Customer Reviews

    His recipes are wonderful, directions crystal clear.
    MrsM
    First checked this book out at local library and enjoyed it so much I had to have the book for my own collection.
    CookBook Collector
    I have made several recipes from this book and they have all turned out wonderful.
    Lorraine Singh

    Most Helpful Customer Reviews

    28 of 30 people found the following review helpful By Seattle Baker on March 15, 2010
    Format: Hardcover
    The recipes in this book are good and have produced great results, but they are wrought with errors. I have found misspellings, errant directions, omitted directions and an incomplete index. I can't imagine a first-time baker having any success with this book.

    For example, I made the instant Puff Pastry (which was great) but found the directions lacking in many areas: there was no mention of the necessary capacity of the food processor (which I found out the hard way when mine overflowed), there was no descriptive of "pulse" which may mean 5 seconds to me and 10 seconds to the author, there were no descriptive qualities of what the dough should look like once it was pulsed and/or rolled out (large butter chunks, small butter chunks, etc.), and when I finally got to making the strudel there was a folding direction for the bottom layer that was misleading and I eventually discovered was completely wrong.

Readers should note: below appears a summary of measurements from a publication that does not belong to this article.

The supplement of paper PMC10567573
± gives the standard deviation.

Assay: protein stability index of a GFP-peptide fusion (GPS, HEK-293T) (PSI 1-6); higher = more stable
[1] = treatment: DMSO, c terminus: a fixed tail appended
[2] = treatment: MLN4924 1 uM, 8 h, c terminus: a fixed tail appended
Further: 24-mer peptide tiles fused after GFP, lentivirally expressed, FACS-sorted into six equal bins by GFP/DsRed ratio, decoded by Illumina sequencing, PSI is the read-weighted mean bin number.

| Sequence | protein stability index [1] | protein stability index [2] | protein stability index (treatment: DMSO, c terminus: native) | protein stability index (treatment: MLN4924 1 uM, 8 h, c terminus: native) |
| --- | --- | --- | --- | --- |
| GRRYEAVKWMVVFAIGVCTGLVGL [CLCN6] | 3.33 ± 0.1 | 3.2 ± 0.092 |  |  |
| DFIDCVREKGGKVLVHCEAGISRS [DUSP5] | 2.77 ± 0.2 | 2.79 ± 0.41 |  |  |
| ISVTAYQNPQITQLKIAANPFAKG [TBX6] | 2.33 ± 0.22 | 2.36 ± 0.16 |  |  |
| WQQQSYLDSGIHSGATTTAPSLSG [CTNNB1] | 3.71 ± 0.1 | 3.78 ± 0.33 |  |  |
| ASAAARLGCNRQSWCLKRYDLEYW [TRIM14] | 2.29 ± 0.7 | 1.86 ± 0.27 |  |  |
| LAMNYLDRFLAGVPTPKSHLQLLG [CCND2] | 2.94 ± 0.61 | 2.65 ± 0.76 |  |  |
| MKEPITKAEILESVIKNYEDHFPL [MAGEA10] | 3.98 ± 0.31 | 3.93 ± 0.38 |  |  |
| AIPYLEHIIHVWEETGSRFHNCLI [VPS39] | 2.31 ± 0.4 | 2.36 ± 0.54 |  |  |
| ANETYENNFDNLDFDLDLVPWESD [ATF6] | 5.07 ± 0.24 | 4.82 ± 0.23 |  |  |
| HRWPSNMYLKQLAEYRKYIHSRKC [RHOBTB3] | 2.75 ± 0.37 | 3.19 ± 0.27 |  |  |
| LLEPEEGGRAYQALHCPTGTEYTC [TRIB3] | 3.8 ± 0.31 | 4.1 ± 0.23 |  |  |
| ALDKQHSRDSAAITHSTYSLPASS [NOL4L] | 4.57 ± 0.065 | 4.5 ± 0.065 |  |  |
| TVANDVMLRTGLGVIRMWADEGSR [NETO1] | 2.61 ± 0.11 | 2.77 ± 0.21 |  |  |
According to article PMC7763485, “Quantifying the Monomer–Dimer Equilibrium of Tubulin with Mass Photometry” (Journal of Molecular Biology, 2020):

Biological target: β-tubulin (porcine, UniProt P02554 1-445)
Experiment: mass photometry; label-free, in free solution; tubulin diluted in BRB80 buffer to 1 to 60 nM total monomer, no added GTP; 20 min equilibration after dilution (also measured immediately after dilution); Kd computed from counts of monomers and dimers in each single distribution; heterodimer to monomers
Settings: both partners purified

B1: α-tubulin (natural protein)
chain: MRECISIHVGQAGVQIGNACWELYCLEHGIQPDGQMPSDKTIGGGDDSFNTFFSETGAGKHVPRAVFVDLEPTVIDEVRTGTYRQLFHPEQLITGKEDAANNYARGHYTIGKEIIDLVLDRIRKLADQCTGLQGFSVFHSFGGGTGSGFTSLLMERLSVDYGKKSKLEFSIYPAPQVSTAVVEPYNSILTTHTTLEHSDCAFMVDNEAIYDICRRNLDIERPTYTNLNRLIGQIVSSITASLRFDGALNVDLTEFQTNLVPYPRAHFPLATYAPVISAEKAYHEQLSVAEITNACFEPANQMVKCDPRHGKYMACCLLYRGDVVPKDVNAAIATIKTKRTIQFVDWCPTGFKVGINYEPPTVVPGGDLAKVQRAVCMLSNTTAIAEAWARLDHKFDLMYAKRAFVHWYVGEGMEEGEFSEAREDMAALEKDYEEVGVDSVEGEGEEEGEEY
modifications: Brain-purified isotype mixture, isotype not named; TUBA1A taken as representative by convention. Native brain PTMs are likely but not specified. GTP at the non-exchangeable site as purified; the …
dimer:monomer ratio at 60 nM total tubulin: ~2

After a couple of weeks I decided to go back and try again with croissants. Too bad they were omitted in the index.
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    19 of 20 people found the following review helpful By MrsM on December 6, 2008
    Format: Hardcover Verified Purchase
    Nick Malgieri's books are always a delight, and this latest one is no exception. His recipes are wonderful, directions crystal clear. My only complaint (and this complaint is against other baking book writers as well), PLEASE put weights of ingredients in as well as cup amounts. Many home bakers weigh now, and we would love to have more precise measurements.